One year ago, WordPress 5.0 landed, and with it, a new default editing experience, made possible by the Gutenberg project.
The Gutenberg project originated as plugin backed by the core development team that aimed to offer a modern replacement post editor for the world’s most popular content management system.
Last year, Gutenberg was merged into core for the final WP release of 2018… a move that attracted significant opposition and criticism within the community of people that use and work with WordPress.
Anyone not wanting to switch to Gutenberg upon installing WordPress 5.0 was given the option of retaining the classic editor with a plugin appropriately named Classic Editor. And many people took advantage. The Classic Editor plugin has over five million installations, according to the statistics maintained by the WordPress.org plugin directory.
As a longtime WordPress beta tester, I had the opportunity to try out Gutenberg long before it was ever merged into core.
And while Gutenberg was certainly rather rough around the edges in its earliest incarnations, it has matured beautifully into a modern post editor that offers an empowering writing experience.
One year after its incorporation into core, my assessment of Gutenberg is overwhelmingly positive. It has proved its worth.
What makes Gutenberg superior to the Classic Editor?
- Gutenberg is clean. The editing interface is simple and elegant, encouraging distraction-free writing.
- Gutenberg is logical. Content is organized into blocks, which can be paragraphs of text, images, videos, embeds, or anything else.
- Gutenberg is fast. Really fast! It loads quickly and it publishes content faster than the classic editor. This could be my favorite attribute.
- Gutenberg is always improving. The bugs and flaws that existed at the outset are gone, and the editor keeps getting better.
I especially love the pre-publish checks that Gutenberg runs. This functionality is not available with the Classic Editor except through a plugin.
I have used both Gutenberg and the Classic Editor on different sites since WordPress 5.0 was released. In each of the sites I’ve installed since last December, I’ve chosen to keep Gutenberg as the default editor, rather than installing the Classic Editor. And I haven’t regretted that choice.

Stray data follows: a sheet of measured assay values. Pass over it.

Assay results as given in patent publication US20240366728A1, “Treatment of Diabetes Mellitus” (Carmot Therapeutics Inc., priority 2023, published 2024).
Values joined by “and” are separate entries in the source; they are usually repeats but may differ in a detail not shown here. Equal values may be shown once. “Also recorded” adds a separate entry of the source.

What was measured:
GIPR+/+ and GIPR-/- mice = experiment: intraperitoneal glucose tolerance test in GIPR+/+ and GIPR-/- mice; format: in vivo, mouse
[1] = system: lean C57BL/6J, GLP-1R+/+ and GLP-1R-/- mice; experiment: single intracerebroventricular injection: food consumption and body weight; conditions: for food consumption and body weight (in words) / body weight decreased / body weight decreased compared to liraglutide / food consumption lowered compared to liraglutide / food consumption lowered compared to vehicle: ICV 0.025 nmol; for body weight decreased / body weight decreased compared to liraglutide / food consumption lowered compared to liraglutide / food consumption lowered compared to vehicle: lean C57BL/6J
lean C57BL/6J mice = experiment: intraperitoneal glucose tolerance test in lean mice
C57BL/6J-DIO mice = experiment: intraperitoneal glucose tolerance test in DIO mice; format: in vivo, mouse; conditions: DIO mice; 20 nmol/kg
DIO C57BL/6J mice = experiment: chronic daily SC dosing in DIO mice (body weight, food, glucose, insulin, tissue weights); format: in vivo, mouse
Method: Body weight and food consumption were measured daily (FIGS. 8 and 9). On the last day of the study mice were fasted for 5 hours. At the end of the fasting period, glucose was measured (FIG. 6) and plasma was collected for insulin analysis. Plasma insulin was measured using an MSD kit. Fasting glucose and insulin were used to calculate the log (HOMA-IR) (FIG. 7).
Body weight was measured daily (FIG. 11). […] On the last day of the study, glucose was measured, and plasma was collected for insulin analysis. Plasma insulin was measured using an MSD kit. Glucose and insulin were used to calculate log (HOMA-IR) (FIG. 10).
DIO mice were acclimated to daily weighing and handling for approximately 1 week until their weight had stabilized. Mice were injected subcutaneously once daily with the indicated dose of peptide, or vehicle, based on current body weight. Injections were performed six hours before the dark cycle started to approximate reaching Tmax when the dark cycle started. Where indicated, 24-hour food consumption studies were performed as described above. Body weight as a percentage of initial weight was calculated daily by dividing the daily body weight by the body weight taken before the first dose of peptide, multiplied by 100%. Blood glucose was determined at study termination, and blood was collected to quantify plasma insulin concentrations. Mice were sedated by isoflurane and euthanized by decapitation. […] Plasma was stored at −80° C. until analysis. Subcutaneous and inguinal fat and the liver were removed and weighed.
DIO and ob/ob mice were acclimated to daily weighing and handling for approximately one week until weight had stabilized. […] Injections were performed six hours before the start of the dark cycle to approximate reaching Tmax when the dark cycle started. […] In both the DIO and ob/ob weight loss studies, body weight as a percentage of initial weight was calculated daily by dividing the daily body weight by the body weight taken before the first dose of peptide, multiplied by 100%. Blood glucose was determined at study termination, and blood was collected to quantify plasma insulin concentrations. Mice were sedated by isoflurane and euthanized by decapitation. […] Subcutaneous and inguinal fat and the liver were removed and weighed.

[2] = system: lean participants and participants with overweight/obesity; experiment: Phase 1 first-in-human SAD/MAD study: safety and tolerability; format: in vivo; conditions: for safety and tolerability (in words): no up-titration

Once you get used to Gutenberg, you start to appreciate what it can do for you. Gutenberg really is more intuitive than it might appear at first glance. If you’re used to the Classic Editor, then you probably have a sort of mental equivalent of muscle memory that may hinder your Gutenberg experience at first. But once you get past that and start mastering Gutenberg properly, you may well have different feelings about it.
In my view, the best way to get acclimated to Gutenberg is to set up a brand new WordPress website for fun or for testing purposes. Make a site that is dedicated to an activity or hobby that you enjoy.
For example: If you love cooking, then why not set up a WordPress site that hosts your favorite recipes and food preparation tips?
If you love knitting, why not create a blog or personal site about knitting?
If you enjoy reading, how about setting up a site where you can share your favorite books and news articles you’ve recently read?
What I’ve found is that getting to know Gutenberg on a brand new WordPress site is the best way to develop good feelings for it. A brand new post editor doesn’t feel out of place in a brand new website, you see.
There’s nothing wrong with continuing to use Classic Editor on your existing sites, especially if you use plugins that aren’t yet compatible with Gutenberg (although most major plugins in the WordPress ecosystem now get along just fine with Gutenberg). But if you have not tried Gutenberg at all, or have concluded it’s no good based on the many negative reviews that have been published about it, then you’re missing out.
My advice is to make up your own mind. Gutenberg has its legions of critics, that’s for sure, and many of the concerns they raised when the editor was in its intensive development phase were wholly justified.
But the Gutenberg of December 2019 is also much more polished than the Gutenberg of December 2018 or July 2018 or earlier. Don’t let the views of other people prevent you from trying Gutenberg for yourself and reaching your own conclusion based on your own experience.
I look forward to seeing Gutenberg reach higher heights in 2020.
This post was authored in Gutenberg, WordPress’ next-generation post editor, offering a smooth and pleasant writing experience. To take Gutenberg for a test drive yourself, simply install a new WordPress site and start drafting and publishing content. Once you’ve mastered it and decided it’s for you, you can deploy it on older WordPress sites by disabling the Classic Editor plugin.